While the hiring of a famous and well-respected coach—Guardiola once called Bielsa the best manager in the world—has driven off-the-field interest from both inside England and as far as Bielsa’s home continent, it wouldn’t matter if the club weren’t racking up the results. Not only has the club picked up 54 points out of 27 matches, but the players look like brand-new acquisitions under the new coach.
On the field, no one has benefitted from Bielsa’s tenure more than striker Kemar Roofe. The 26-year-old Englishman wasn’t exactly tragic in front of goal before this year—he notched 11 goals last season for Leeds—but he’s been transformed by El Loco’s hyper-attacking mentality.
Take Roofe’s game-winning 95th-minute goal against Aston Villa on Dec. 23. Most teams would be content to get a point on the road, particularly in a game where they were down 2-0 after 17 minutes. Not Bielsa’s Leeds, though. After drawing level in the 61st minute, Leeds kept the pressure on, and it was rewarded with a Bielsa classic of a counter-attack: two long passes get the ball into the box in no time, followed by Roofe capitalizing on a Villa miscue with great positioning and a perfectly-placed shot to clinch the three points that were so in doubt in the first quarter hour.
Against Derby, Roofe was at it again, turning in a second-chance attack after a botched corner kick, running across the front of the goal to meet Jack Clarke’s low cross for the score that would prove the difference against Leeds’ off-and-on rivals from East Midlands.
Clarke was at it again later in the Derby match to seal the deal, hitting another superb cross that eventually found its way into the back of the net via former New York City FC man Jack Harrison:
There’s always a bit of concern trolling when it comes to Bielsa’s style; critics say that it’s too intense, or that it doesn’t work in the more pragmatic landscape of European soccer. Maybe more than any other goal, Harrison’s tap-in perfectly encapsulates what has made Leeds successful so far this season, and why the concern is misplaced. It’s not a vivid daydream of a counter-attack, or an exquisite passing move the likes of which you rarely see in the Championship.
Instead, it is a well-worked cross and a lot of positional awareness from Harrison—more of a winger than a poacher in years past—to be exactly where he needs to be to slot in the goal. That comes not only from Harrison’s own instincts, but also the way that Bielsa drills his team in between games.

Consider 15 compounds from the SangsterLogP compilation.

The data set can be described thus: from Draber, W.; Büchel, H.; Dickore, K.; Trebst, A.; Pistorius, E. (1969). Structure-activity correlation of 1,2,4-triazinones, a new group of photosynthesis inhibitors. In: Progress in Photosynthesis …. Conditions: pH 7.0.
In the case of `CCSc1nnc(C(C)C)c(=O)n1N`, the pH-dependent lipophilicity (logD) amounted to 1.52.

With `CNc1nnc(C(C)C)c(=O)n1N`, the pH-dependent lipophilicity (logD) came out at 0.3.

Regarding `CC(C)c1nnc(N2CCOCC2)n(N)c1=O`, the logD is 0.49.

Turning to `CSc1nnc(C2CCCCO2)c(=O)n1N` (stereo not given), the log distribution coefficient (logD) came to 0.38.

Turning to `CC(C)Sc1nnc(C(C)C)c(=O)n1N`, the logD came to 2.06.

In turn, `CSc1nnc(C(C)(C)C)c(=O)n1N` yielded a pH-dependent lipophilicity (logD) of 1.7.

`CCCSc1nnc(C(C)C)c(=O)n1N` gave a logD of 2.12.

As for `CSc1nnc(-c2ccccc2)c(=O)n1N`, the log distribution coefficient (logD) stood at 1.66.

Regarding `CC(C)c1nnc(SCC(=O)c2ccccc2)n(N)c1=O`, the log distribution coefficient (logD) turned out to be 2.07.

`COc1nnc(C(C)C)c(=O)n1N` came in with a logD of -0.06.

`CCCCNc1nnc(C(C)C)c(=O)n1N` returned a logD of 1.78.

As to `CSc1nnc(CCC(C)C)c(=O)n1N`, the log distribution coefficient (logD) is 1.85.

Bielsa is famous for training sessions that go above and beyond what soccer players experience at other clubs. One of the effects of that training is that players learn exactly where they should be at all times in Bielsa’s wild systems. There’s an anecdote from earlier this season about how he doesn’t often have players training against their teammates, but rather against mannequins, in order to better position everyone so that the correct runs and moves become second nature.
You can see the same positional awareness in the equalizing goal from Leeds’ January 6 match against Queens Park Rangers; Aapo Halme runs straight at the keeper from Lewis Baker’s free kick, just in case there happens to be a spilled ball. There was, and suddenly, the ball’s in the back of the net. Bielsa’s training emphasizes movement more than anything else, and it’s led to a multitude of easy goals for his side.
The training might be gimmicky, sure, but it’s working. Whether Leeds hang on to the Championship top spot for the rest of the season remains to be seen, but there’s real hope at Elland Road for the first time in over a decade. The next few weeks will help suss out whether Leeds is for real or whether they’ll falter; sandwiching a cupcake game against relegation candidates Rotherham are a pair of tough bouts, against Stoke City (who admittedly has been poor this season but who still have Premier League quality players) and then a likely top-of-the-table showdown against Norwich City on Feb. 2.
If Leeds is able to get full points from this stretch, it should make it clear to the rest of the English soccer pyramid that Bielsa has found the perfect club for his style, and that should scare the crap out of every other team in the Championship and, perhaps, the Premier League. Regardless, it’s probably time to jump on the bandwagon and enjoy the ride; there isn’t a more fun one to be found in England right now.